• Inventory all sensitive business processes and the related IT systems. Depending on the organization’s industry, this information could include customer information, pricing data, customers’ credit card information, patients’ health information, engineering data, or financial data.
  • For each business process, identify an information owner who has complete authority to approve user access to that information.
  • Ensure that the information owner periodically reviews access to all the information he or she owns and updates the access list.

4. Segment the Network

Organizations should make it hard to get to their sensitive data by building layers or network segments. Although the network perimeter is an organization’s first line of defense, the probability of the network being penetrated is at an all-time high. Internal auditors should check whether the organization has built a layered defense to protect its sensitive information.

Once the organization has identified its sensitive information, management should work with the IT department to segment those servers that run its sensitive applications. This segmentation will result in an additional layer of protection for these servers, typically by adding another firewall for the segment. Faced with having to penetrate another layer of defense, an intruder may decide to go elsewhere in the network where less sensitive information is stored.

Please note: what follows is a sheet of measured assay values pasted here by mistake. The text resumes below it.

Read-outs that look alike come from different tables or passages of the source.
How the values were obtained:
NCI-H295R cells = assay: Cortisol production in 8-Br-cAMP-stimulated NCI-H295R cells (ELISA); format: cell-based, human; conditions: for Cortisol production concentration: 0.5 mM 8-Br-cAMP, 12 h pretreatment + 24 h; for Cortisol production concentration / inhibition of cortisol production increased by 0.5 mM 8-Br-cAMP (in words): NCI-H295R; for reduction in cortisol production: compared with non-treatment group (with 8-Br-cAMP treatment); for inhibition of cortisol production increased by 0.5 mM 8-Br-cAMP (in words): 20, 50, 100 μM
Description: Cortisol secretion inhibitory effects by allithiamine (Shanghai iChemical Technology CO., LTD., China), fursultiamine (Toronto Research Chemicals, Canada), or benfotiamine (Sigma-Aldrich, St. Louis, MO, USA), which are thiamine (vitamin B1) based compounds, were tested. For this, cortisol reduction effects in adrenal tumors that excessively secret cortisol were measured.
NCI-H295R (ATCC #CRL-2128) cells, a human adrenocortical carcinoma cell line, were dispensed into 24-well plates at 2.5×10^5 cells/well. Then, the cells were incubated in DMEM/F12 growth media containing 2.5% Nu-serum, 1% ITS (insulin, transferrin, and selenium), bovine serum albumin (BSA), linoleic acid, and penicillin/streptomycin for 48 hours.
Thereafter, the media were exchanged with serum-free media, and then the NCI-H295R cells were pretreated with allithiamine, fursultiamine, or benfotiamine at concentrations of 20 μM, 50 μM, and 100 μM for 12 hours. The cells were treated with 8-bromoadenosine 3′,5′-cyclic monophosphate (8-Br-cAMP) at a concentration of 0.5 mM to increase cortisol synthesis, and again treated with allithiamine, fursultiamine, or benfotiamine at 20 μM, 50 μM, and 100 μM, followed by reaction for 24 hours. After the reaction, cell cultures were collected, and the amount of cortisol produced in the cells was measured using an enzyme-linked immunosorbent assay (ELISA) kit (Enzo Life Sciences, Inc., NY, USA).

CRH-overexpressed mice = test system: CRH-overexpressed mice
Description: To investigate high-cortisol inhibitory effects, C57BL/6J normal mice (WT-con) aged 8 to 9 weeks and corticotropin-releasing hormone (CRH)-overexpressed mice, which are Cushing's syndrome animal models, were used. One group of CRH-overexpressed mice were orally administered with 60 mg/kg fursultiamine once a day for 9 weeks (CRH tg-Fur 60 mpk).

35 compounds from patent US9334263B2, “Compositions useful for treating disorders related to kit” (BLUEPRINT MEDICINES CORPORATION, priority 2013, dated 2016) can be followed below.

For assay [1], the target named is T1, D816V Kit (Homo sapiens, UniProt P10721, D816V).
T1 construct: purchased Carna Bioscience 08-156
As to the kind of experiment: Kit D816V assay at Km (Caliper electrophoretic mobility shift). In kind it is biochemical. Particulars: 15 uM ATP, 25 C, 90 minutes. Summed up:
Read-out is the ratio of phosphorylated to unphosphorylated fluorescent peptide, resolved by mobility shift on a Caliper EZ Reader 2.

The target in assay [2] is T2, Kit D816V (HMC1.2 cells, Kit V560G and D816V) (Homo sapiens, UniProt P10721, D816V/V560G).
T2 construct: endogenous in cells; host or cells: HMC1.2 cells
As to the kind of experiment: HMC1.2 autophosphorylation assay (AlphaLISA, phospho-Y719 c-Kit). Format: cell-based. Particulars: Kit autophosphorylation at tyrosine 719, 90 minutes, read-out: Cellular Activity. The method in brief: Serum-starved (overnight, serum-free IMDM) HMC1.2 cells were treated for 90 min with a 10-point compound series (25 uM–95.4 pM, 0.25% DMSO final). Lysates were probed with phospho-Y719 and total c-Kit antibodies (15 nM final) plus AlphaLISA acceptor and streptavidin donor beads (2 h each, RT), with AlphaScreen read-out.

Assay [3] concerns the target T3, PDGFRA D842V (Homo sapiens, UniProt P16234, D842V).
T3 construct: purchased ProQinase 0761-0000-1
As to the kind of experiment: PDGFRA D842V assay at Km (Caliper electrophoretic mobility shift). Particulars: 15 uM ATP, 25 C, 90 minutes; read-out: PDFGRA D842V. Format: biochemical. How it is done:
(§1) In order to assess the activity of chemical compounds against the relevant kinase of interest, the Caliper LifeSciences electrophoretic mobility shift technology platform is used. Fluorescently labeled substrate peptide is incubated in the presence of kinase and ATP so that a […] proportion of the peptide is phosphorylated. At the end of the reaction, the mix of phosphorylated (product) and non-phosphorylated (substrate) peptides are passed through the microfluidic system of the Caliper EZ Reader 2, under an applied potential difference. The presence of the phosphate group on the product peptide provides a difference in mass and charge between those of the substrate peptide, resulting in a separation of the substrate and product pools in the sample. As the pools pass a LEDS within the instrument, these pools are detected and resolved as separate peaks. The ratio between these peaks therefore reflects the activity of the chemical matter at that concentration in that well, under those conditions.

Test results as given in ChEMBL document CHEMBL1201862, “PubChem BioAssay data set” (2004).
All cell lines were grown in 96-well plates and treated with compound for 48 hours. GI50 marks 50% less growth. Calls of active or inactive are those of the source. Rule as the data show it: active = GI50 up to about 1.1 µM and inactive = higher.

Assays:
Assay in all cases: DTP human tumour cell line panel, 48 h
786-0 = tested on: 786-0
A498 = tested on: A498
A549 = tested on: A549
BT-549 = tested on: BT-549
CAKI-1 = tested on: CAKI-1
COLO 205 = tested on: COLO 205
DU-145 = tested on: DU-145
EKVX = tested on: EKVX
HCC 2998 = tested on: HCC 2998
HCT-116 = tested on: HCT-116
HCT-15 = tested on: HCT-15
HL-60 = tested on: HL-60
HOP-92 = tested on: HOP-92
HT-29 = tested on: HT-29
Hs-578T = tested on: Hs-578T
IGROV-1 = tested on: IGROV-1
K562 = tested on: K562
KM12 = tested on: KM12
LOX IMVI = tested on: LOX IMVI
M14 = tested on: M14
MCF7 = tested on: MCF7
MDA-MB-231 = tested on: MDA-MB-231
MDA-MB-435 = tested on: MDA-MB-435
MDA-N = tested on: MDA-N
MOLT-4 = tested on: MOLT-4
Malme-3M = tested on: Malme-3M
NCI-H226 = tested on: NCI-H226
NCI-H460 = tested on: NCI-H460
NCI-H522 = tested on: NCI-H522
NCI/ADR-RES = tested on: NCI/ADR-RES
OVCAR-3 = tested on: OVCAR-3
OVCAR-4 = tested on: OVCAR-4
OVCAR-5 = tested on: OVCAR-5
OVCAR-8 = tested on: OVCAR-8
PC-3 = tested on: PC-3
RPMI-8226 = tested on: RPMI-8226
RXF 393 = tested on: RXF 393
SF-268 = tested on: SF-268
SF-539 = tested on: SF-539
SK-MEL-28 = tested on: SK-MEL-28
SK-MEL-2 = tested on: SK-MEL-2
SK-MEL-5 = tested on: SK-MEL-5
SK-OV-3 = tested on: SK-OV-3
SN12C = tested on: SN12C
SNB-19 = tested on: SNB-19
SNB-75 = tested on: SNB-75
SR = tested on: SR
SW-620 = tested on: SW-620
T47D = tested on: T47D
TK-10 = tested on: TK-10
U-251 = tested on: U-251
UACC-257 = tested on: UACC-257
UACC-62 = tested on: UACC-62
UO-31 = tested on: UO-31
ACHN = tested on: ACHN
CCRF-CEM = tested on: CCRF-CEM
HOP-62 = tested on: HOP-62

5. Deploy Extra Protection for Endpoints  

An organization’s electronic business front door also can be the entrance for criminals or bad actors. Most of today’s malware enters through the network but proliferates through the endpoints such as laptops and desktops. At a minimum, internal auditors at SMBs must ensure that all the endpoints are running anti-malware/anti-virus software. Also, they should check that this software’s firewall features are enabled. Moreover, all laptop hard drives should be encrypted.

A Stronger Defense
In addition to making sure their organization has implemented these five core controls, internal auditors should advise SMB executives to consider other protective controls:

  • Monitor the network. Network monitoring products and services can provide real-time alerts in case there is an intrusion.
  • Manage service providers. Organizations should inventory all key service providers and review all contracts for appropriate security, privacy, and data breach notification language.
  • Protect smart devices. Increasingly, company information is stored on mobile devices. Several solutions can manage and protect the information on these devices. SMBs should make sure they are able to wipe the sensitive information from these devices if they are lost or stolen.
  • Monitor activity related to sensitive information. SMBs should log activities against their sensitive information and keep an audit log in case an incident occurs and they need to review the logs to evaluate the incident.  

Combined with the five essential controls, these controls can help SMBs reduce the probability of a data breach. But a security program is only as strong as its weakest link. Through their assurance and advisory work, internal auditors can help identify these weaknesses and suggest ways to strengthen their organization’s defenses.

Sajay Rai
Philip Chukwuma
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About the Authors

 

 

Sajay RaiSajay Rai<p>​Sajay Rai, CPA, CISSP, CISM, is the president and CEO of Securely Yours LLC in Bloomfield Hills, Mich.</p>https://iaonline.theiia.org/authors/Pages/Sajay-Rai.aspx

 

 

Philip ChukwumaPhilip Chukwuma<p>Philip Chukwuma, CISSP, is the chief technology officer of Securely Yours LLC in Bloomfield Hills, Mich.​</p>https://iaonline.theiia.org/authors/Pages/Philip-Chukwuma.aspx